KeimMalpas^{41} recently proposed that alert thresholds derived from continuous analytic monitoring should be based on the degree of change from the patient’s own baseline, rather than on general cutoff thresholds. In our study there was no single baseline value common to all patients; each patient had their own baseline.
The baseline value of each SE feature was initialized with the value calculated in the first 15min period. This value was updated with each new 15min segment if the SE feature of the new one was lower than the current baseline.
Statistical analysis
Fleiss’ kappa coefficient was used to assess the reliability of agreement among scorers for visual assessment^{42}. The automated CPVI detection algorithm was applied over the SE series derived from the same Flow and Paw tracings previously used for visual assessment. To evaluate the performance of the automated algorithm with respect to the gold standard visual assessment, we calculated sensitivity, specificity, positive and negative predictive values (PPV and NPV respectively), accuracy, and the Matthews correlation coefficient (MCC)^{43}. Widely used in biomedical research, the MCC is considered a balanced measure of the confusion matrix of true and false positives and negatives^{44,45,46}. Calculation of the MCC is based on all four elements of the confusion matrix: true positive (TP), true negative (TN), false positive (FP), and false negative (FN) values, as follows:
MCC values can range from − 1 to + 1. An MCC value of − 1 suggests perfect disagreement between the predictions and the gold standard, and a value of 1 suggests perfect agreement between the predictions and the gold standard; a value of 0 indicates that the prediction is no better than random. The MCC index was used as the measure of effectiveness during the process to optimize SE settings so as to achieve the most robust CPVI estimation.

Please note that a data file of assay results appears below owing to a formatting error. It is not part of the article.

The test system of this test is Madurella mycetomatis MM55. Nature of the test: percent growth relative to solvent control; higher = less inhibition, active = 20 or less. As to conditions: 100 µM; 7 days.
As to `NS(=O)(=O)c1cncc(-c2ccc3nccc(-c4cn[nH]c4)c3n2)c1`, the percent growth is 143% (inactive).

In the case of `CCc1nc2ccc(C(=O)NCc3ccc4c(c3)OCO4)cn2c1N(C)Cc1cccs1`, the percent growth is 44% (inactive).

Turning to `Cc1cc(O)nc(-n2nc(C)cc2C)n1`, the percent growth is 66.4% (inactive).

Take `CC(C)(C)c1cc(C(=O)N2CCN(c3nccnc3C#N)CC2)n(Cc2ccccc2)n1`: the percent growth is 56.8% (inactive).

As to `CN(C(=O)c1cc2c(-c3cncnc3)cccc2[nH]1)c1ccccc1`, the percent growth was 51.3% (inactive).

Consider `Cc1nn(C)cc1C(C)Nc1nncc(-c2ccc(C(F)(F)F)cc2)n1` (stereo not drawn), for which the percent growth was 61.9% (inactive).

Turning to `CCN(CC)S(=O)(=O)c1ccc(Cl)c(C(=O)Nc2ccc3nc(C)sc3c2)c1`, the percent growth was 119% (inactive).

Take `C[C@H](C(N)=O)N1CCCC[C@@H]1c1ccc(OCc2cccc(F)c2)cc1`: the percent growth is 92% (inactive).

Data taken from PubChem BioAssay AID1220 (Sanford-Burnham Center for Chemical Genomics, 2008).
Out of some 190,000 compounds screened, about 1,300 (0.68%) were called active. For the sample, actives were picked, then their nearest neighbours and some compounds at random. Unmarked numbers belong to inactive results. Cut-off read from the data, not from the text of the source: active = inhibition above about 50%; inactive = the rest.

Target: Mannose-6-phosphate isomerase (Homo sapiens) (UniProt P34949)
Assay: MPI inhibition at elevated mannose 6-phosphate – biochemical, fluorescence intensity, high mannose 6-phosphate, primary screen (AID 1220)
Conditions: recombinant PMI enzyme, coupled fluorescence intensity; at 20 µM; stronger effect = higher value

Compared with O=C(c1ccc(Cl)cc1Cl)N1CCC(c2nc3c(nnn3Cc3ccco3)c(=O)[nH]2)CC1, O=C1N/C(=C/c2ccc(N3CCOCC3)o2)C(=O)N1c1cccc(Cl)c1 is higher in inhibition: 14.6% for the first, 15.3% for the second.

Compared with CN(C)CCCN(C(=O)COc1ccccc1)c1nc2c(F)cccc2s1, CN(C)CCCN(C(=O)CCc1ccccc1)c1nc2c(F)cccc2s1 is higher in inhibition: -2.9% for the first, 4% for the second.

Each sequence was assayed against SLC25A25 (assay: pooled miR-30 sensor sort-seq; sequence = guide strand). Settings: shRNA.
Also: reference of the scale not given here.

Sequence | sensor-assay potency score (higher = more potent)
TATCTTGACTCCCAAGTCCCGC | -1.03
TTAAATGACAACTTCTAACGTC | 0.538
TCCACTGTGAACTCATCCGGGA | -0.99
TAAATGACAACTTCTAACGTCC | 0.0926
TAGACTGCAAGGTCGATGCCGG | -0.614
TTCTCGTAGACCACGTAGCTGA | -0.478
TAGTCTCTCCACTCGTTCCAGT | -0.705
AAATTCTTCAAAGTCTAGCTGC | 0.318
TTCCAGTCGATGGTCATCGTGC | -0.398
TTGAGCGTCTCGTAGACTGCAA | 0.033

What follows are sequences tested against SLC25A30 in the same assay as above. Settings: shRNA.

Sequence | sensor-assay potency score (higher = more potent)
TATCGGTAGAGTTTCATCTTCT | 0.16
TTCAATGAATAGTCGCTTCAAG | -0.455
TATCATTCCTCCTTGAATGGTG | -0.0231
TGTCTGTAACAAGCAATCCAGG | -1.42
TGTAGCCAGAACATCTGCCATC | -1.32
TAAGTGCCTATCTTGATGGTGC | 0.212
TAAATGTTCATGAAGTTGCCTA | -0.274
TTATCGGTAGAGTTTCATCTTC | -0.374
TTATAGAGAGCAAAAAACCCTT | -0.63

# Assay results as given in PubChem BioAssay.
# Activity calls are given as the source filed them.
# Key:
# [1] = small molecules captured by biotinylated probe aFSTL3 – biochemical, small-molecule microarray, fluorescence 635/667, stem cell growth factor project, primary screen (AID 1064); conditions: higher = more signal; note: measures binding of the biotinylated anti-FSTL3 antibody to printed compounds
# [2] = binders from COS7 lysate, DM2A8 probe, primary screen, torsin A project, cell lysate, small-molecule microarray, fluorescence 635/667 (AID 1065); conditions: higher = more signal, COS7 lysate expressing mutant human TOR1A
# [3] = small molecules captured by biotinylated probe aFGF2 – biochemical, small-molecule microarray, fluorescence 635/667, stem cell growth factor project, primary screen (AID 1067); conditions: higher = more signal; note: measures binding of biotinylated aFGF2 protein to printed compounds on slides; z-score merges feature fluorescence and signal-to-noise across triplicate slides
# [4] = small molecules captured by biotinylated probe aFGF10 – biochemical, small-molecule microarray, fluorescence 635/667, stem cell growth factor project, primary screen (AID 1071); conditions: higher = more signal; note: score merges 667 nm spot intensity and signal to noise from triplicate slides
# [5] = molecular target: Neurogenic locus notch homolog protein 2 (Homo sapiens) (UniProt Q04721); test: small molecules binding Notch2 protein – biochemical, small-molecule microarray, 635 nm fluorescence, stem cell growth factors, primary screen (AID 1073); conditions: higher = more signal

Optimization procedure (selection of m, r, and Th)
In entropy studies, determining the optimal settings to robustly extract the randomness of a series of data is an important step^{47,48}. To select the optimal settings for the SE parameters m and r and the optimal Th for estimating CPVI, we used a repeated holdout crossvalidation method with the MCC as a measure of effectiveness.
Figure 3 depicts the steps involved in the optimization and the validation procedure. Once the experts had visually validated the set of 92 observations, it was randomly divided into two subsets: 70% of the data for optimization and the remaining 30% of the data for validation. This optimization procedure was repeated a total of 15 times using different subsets (randomly selected each time) to capture as much relevant information as possible and to minimize the potential bias resulting from fitting the settings on a single partition. The MCC metric was computed for all combinations of m, r, and Th for each repetition. Finally, the maximum mean MCC value determined the optimal combination of SE settings and Th among all possible combinations. The optimization procedure was individually applied to the features derived from SEFlow (SEFlow_{mean}, SEFlow_{max}) and SEPaw (SEPaw_{mean}, SEPaw_{max}) in order to determine the respiratory signal and features that best reflect CPVI.
In addition, a sensitivity analysis by using a small grid search of r values (step = 0.01) around the optimal value in the best features derived from SEFlow and SEPaw was performed to compare regions of confidence and to investigate whether the selected r value is a robust local maximum.
To assess the robustness of the optimization procedure, we computed the medians and interquartile ranges of all measures of performance (MCC, sensitivity, specificity, accuracy, PPV, and NPV) considering the optimal combination for both the optimization and validation subsets.
Results
Visual CPVI analysis by experts
The experts visually assessed a total of 92 periods: 45 periods of PSV (22 with CPVI and 23 without) and 47 periods of ACV (24 with CPVI and 23 without). Fleiss’ kappa for interrater agreement was 0.90 (0.87–0.93), indicating almost perfect agreement.